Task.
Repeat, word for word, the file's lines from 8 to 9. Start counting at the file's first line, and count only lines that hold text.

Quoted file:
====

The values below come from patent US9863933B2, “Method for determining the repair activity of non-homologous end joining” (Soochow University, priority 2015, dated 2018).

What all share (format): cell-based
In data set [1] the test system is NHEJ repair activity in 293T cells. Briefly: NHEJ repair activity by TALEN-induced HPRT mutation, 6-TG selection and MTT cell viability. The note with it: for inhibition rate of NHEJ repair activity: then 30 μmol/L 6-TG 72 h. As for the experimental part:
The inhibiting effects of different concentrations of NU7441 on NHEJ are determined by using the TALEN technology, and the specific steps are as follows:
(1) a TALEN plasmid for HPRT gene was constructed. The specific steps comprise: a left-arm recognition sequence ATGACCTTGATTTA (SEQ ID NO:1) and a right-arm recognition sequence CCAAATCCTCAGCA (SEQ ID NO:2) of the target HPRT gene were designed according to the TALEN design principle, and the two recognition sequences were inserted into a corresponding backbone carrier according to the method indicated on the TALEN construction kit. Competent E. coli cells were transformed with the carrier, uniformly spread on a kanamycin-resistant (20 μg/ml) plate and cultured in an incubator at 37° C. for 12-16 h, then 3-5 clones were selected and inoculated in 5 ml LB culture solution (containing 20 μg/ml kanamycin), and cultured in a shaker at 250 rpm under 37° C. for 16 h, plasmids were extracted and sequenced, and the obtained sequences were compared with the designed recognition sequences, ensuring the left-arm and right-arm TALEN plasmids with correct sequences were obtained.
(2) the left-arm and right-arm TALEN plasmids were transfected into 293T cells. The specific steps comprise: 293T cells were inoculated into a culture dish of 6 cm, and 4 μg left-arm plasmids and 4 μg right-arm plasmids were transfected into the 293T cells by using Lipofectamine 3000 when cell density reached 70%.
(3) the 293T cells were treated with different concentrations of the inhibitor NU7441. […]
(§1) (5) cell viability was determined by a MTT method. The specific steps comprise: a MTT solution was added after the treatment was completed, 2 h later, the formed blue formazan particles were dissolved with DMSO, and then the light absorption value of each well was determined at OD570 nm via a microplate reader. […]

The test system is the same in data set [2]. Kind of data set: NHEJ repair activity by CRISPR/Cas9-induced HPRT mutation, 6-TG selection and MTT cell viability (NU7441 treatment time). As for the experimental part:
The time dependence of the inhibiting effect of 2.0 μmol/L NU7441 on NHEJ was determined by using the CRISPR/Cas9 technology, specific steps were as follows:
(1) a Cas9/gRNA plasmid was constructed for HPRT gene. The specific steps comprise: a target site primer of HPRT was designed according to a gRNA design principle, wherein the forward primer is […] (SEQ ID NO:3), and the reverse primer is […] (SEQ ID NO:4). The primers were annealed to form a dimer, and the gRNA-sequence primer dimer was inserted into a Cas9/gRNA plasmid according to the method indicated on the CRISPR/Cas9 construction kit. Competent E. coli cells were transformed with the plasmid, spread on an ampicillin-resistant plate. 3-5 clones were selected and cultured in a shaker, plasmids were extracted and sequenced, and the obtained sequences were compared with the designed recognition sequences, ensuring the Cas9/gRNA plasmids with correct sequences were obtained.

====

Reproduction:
(§1) (5) cell viability was determined by a MTT method. The specific steps comprise: a MTT solution was added after the treatment was completed, 2 h later, the formed blue formazan particles were dissolved with DMSO, and then the light absorption value of each well was determined at OD570 nm via a microplate reader. […]

The test system is the same in data set [2]. Kind of data set: NHEJ repair activity by CRISPR/Cas9-induced HPRT mutation, 6-TG selection and MTT cell viability (NU7441 treatment time). As for the experimental part: